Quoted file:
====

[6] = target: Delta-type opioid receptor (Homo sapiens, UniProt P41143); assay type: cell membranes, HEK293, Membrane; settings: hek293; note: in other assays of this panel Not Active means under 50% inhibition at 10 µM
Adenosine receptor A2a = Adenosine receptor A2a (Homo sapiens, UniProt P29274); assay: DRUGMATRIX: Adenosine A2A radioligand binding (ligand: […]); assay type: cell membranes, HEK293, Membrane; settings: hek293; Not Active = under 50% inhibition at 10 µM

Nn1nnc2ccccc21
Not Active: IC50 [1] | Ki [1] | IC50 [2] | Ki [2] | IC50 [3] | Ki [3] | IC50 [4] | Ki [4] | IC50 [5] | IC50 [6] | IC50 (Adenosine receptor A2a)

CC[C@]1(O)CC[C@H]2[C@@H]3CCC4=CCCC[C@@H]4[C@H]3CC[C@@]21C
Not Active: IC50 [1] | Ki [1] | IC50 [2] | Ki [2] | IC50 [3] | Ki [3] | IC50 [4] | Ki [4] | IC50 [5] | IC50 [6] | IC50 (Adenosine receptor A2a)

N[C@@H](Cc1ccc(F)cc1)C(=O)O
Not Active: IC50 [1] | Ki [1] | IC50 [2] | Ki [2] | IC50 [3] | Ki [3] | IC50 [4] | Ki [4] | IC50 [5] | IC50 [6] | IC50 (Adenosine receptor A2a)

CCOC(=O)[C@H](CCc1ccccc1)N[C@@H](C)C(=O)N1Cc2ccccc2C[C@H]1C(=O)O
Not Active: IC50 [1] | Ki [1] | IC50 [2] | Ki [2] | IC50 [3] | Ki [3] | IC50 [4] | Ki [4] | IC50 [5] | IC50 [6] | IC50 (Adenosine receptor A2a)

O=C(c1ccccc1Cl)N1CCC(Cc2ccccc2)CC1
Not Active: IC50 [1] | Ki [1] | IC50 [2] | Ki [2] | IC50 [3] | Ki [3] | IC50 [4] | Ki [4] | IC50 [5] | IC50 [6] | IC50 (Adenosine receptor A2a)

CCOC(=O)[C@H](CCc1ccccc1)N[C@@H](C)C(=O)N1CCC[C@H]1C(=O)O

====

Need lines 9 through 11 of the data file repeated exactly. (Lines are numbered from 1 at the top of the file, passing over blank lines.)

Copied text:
CCOC(=O)[C@H](CCc1ccccc1)N[C@@H](C)C(=O)N1Cc2ccccc2C[C@H]1C(=O)O
Not Active: IC50 [1] | Ki [1] | IC50 [2] | Ki [2] | IC50 [3] | Ki [3] | IC50 [4] | Ki [4] | IC50 [5] | IC50 [6] | IC50 (Adenosine receptor A2a)

O=C(c1ccccc1Cl)N1CCC(Cc2ccccc2)CC1